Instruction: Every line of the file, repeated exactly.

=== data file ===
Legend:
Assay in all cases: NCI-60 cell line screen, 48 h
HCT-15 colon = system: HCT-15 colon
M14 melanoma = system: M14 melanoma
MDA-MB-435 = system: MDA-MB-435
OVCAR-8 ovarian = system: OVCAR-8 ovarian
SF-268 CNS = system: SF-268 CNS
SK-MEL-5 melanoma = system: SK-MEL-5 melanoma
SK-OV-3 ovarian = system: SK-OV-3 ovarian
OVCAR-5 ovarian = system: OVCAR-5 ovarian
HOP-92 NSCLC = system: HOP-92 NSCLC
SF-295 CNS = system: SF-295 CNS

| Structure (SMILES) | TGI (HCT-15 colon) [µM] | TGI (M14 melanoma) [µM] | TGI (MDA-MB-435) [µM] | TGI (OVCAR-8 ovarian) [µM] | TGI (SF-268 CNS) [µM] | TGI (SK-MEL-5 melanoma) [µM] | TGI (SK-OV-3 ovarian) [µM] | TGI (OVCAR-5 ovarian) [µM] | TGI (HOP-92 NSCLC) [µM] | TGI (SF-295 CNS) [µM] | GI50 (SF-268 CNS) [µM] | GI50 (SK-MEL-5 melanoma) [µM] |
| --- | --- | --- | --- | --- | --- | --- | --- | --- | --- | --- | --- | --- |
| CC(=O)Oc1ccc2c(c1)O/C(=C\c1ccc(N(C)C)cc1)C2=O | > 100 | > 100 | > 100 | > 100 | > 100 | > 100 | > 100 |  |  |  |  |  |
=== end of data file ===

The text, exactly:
Legend:
Assay in all cases: NCI-60 cell line screen, 48 h
HCT-15 colon = system: HCT-15 colon
M14 melanoma = system: M14 melanoma
MDA-MB-435 = system: MDA-MB-435
OVCAR-8 ovarian = system: OVCAR-8 ovarian
SF-268 CNS = system: SF-268 CNS
SK-MEL-5 melanoma = system: SK-MEL-5 melanoma
SK-OV-3 ovarian = system: SK-OV-3 ovarian
OVCAR-5 ovarian = system: OVCAR-5 ovarian
HOP-92 NSCLC = system: HOP-92 NSCLC
SF-295 CNS = system: SF-295 CNS

| Structure (SMILES) | TGI (HCT-15 colon) [µM] | TGI (M14 melanoma) [µM] | TGI (MDA-MB-435) [µM] | TGI (OVCAR-8 ovarian) [µM] | TGI (SF-268 CNS) [µM] | TGI (SK-MEL-5 melanoma) [µM] | TGI (SK-OV-3 ovarian) [µM] | TGI (OVCAR-5 ovarian) [µM] | TGI (HOP-92 NSCLC) [µM] | TGI (SF-295 CNS) [µM] | GI50 (SF-268 CNS) [µM] | GI50 (SK-MEL-5 melanoma) [µM] |
| --- | --- | --- | --- | --- | --- | --- | --- | --- | --- | --- | --- | --- |
| CC(=O)Oc1ccc2c(c1)O/C(=C\c1ccc(N(C)C)cc1)C2=O | > 100 | > 100 | > 100 | > 100 | > 100 | > 100 | > 100 |  |  |  |  |  |